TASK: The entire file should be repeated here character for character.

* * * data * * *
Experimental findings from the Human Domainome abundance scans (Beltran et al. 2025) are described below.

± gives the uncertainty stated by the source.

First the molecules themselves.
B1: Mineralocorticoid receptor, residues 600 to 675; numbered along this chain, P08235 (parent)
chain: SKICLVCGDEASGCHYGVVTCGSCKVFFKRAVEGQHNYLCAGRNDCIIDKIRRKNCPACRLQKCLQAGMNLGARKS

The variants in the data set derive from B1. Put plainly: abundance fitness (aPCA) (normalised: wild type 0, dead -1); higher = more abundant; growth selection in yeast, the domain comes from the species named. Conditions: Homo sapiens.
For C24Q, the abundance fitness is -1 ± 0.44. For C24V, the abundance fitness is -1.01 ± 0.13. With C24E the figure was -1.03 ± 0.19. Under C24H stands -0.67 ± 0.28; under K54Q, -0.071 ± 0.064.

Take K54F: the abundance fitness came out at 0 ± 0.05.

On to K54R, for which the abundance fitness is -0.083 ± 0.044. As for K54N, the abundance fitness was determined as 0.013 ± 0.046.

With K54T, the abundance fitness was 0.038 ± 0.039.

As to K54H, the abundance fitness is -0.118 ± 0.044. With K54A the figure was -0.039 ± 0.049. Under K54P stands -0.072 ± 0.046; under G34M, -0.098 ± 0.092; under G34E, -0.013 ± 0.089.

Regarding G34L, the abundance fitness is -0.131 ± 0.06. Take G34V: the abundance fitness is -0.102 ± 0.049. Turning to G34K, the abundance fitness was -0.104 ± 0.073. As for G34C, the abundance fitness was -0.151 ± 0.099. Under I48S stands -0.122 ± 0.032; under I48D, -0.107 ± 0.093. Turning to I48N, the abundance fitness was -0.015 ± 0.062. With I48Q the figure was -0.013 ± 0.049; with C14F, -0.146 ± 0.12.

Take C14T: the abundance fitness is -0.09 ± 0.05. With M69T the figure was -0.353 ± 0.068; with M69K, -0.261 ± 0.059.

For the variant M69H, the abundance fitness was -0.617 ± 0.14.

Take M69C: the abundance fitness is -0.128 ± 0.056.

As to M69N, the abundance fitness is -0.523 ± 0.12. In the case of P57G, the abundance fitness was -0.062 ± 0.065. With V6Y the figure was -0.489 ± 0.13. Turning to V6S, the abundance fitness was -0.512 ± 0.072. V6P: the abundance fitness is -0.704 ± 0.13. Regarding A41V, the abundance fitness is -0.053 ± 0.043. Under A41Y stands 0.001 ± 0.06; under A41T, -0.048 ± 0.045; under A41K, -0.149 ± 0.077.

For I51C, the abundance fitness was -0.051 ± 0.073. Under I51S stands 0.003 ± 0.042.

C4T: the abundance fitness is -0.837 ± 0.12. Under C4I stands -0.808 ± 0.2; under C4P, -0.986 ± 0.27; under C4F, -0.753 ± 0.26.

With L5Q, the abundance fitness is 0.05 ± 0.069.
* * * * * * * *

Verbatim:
Experimental findings from the Human Domainome abundance scans (Beltran et al. 2025) are described below.

± gives the uncertainty stated by the source.

First the molecules themselves.
B1: Mineralocorticoid receptor, residues 600 to 675; numbered along this chain, P08235 (parent)
chain: SKICLVCGDEASGCHYGVVTCGSCKVFFKRAVEGQHNYLCAGRNDCIIDKIRRKNCPACRLQKCLQAGMNLGARKS

The variants in the data set derive from B1. Put plainly: abundance fitness (aPCA) (normalised: wild type 0, dead -1); higher = more abundant; growth selection in yeast, the domain comes from the species named. Conditions: Homo sapiens.
For C24Q, the abundance fitness is -1 ± 0.44. For C24V, the abundance fitness is -1.01 ± 0.13. With C24E the figure was -1.03 ± 0.19. Under C24H stands -0.67 ± 0.28; under K54Q, -0.071 ± 0.064.

Take K54F: the abundance fitness came out at 0 ± 0.05.

On to K54R, for which the abundance fitness is -0.083 ± 0.044. As for K54N, the abundance fitness was determined as 0.013 ± 0.046.

With K54T, the abundance fitness was 0.038 ± 0.039.

As to K54H, the abundance fitness is -0.118 ± 0.044. With K54A the figure was -0.039 ± 0.049. Under K54P stands -0.072 ± 0.046; under G34M, -0.098 ± 0.092; under G34E, -0.013 ± 0.089.

Regarding G34L, the abundance fitness is -0.131 ± 0.06. Take G34V: the abundance fitness is -0.102 ± 0.049. Turning to G34K, the abundance fitness was -0.104 ± 0.073. As for G34C, the abundance fitness was -0.151 ± 0.099. Under I48S stands -0.122 ± 0.032; under I48D, -0.107 ± 0.093. Turning to I48N, the abundance fitness was -0.015 ± 0.062. With I48Q the figure was -0.013 ± 0.049; with C14F, -0.146 ± 0.12.

Take C14T: the abundance fitness is -0.09 ± 0.05. With M69T the figure was -0.353 ± 0.068; with M69K, -0.261 ± 0.059.

For the variant M69H, the abundance fitness was -0.617 ± 0.14.

Take M69C: the abundance fitness is -0.128 ± 0.056.

As to M69N, the abundance fitness is -0.523 ± 0.12. In the case of P57G, the abundance fitness was -0.062 ± 0.065. With V6Y the figure was -0.489 ± 0.13. Turning to V6S, the abundance fitness was -0.512 ± 0.072. V6P: the abundance fitness is -0.704 ± 0.13. Regarding A41V, the abundance fitness is -0.053 ± 0.043. Under A41Y stands 0.001 ± 0.06; under A41T, -0.048 ± 0.045; under A41K, -0.149 ± 0.077.

For I51C, the abundance fitness was -0.051 ± 0.073. Under I51S stands 0.003 ± 0.042.

C4T: the abundance fitness is -0.837 ± 0.12. Under C4I stands -0.808 ± 0.2; under C4P, -0.986 ± 0.27; under C4F, -0.753 ± 0.26.

With L5Q, the abundance fitness is 0.05 ± 0.069.